Second, the handshake establishes an equality between men, for if done properly each shaker will respect the other as well met. If not done properly, however, a superior shaker will immediately assume superiority over the man who proffers a limp wrist, or too soft a squeeze. The hierarchy may not be justified in fact, but how is the man who puts forward a sock in a cup for a handshake supposed to recover his status? First impressions are lasting impressions, and we should do well to remember that beginning on the wrong foot – or wrong hand – will set us back considerably.

The handshake is the very standard of sportsmanship. After fierce competition, the declaration of no personal animus ensures that the game continues to be played in the right spirit.

Finally, there is the horror, and the offence, of the absence of a handshake. Nothing could be more disturbing than a failure to shake on first meeting. I can think of no good reason for such a failure, and please spare me your hygienic scruples. What are we to make of such a man? Since he makes nothing of himself, I suggest we also make nothing of him.

August 16, 2010

A Musical Education

And perhaps a man brought out his guitar to the front of his tent. And he sat on a box to play, and everyone in the camp moved slowly in toward him, drawn in toward him. Many men can chord a guitar, but perhaps this man was a picker. There you have something – the deep chords beating, beating, while the melody runs on the strings like little footsteps. Heavy hard fingers marching on the frets. The man played and the people moved slowly in on him until the circle was closed and tight and then he sang “Ten-Cent Cotton and Forty-Cent Meat.” And the circle sang softly with him. And he sang, “I’m leaving Old Texas,” that eerie song that was sung before the Spaniards came, only the words were Indian then.

And now the group was welded to one thing, one unit, so that in the dark the eyes of the people were inward, and their minds played in other times, and their sadness was like rest, like sleep. He sang the “McAlester Blues” and then, to make up for it to the older people, he sang “Jesus Calls Me to His Side.” The children drowsed with the music and went into the tents to sleep, and the singing came into their dreams.

And after a while the man with the guitar stood up and yawned. Good night, folks, he said.

And they murmured, Good night to you.

And each wished he could pick a guitar, because it is a gracious thing.

(John Steinbeck, The Grapes of Wrath).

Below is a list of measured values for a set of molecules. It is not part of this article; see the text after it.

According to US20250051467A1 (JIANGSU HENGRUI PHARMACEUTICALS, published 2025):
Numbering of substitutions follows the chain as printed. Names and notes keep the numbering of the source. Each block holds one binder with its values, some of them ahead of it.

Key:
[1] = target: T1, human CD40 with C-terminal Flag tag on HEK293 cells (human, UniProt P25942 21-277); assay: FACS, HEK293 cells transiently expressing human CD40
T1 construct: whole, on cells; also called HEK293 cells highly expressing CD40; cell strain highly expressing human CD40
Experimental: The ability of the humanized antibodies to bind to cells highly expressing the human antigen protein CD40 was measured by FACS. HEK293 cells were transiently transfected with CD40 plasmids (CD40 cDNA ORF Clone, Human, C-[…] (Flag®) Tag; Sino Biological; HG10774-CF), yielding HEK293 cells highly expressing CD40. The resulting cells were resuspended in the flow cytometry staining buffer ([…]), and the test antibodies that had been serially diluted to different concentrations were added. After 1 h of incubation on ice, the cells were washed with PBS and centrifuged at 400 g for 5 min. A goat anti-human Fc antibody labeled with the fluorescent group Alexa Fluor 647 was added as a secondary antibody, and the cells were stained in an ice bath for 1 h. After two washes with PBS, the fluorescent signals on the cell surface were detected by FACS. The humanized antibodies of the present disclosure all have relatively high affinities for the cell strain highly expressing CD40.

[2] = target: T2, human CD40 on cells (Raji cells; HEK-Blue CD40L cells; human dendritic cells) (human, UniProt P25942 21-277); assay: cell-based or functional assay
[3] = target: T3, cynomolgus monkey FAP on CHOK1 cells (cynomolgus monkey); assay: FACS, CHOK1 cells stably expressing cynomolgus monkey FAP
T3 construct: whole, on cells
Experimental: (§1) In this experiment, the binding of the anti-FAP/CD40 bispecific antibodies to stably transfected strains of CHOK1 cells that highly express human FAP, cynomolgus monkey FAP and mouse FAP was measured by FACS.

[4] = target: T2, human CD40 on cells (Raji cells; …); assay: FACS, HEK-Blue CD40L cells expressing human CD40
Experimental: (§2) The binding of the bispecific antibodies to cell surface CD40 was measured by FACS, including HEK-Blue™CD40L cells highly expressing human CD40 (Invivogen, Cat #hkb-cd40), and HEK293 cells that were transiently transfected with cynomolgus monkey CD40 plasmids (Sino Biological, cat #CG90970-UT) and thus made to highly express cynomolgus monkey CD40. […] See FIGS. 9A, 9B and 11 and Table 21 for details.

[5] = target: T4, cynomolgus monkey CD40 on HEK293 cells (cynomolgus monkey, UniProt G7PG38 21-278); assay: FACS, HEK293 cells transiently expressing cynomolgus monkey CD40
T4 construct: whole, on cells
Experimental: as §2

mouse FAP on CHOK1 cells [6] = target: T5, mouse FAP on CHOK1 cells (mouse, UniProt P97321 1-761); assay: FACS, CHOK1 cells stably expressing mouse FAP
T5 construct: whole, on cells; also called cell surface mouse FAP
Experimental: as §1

The power to enchant; to bring together; to bond through common voice; to discover humanity through melody; to bare one’s soul to strangers and thereby to gain their confidence: this sounds like a rare power. But such is the power of the musician, and particularly the guitarist. I have had the pleasure to be the man in Steinbeck’s description on a number of glorious campfire-lit nights in dusty America, and in those moments of shared song, and in the thrilled eyes of the listener who discovers you can play his favourite ballad, I have experienced something akin to pure joy.

It is a long road to that moment, of pain and practice, of failure and frustration. To play fluently, spontaneously, and with abandon, takes years of deliberate action, muscle memory, and dedication. Hours each day of tuneless fumbling, the sound near to the dying wails of a wild animal. No one wants to listen to you, or even to be around you in your obsessive and compulsive need to get it right. But the glimmer of a future moment, when the sparks of a fire will be sucked into a sky untainted by another manmade light, and when the assembled faces of new friends and old will hang on every note, convinces you that the struggle will be worth it. And not only for you.

To play is to have learned to play. And to learn to play is to understand that life does not come ready made. One doesn’t necessarily need a music teacher, but one would be strongly advised to get a musical education.

August 15, 2010

Go Climb a Rock

Climbing is the best possible physical developer of nerve and muscle and endurance. A good rock climber cannot be a weakling (Baden-Powell, Rovering to Success).
We could dwell for many an hour on the life and works of Lord Robert Baden-Powell of Gilwell, founder of the Scout movement, hero of Mafeking, and teacher of youth. Strange to say, but Baden-Powell’s book detailing the rocks that will hinder the boy’s passage into manhood has not lodged so firmly into the popular consciousness as his Scouting for Boys. Sure, it sold a canoe-full of copies, but I suspect not many fathers will be giving Rovering to Success: A Guide for Young Manhood to their budding sons. More is the pity, for despite its antiquated style, it still has much to offer.

The ‘rutting season’ was a principal concern of Baden-Powell’s guide to becoming manly. Of course, his image of young stags with warm blood seems far removed from anything we might connect with the adolescent sweat boxes of today, but the metaphor is not so far-fetched. His prescription was a tried and tested mix of active participation, hard work, team work balanced by self-reliance, and, perhaps above all, temperance in all things. Baden-Powell pointed to rock climbing as the exemplary activity to instil these qualities. He exhorted teams of rutting stags to club together and support each other up some craggy edifice in order thereby to learn the lessons of life. They would reap ‘the moral effect of learning to face a difficulty, even when it looks like an impossibility, with calm determination and good cheer’. They would thereafter ‘face the difficulties of life in the same spirit, and by sticking to it and trying the different ways round or over the obstacle [they would] get there in the end’.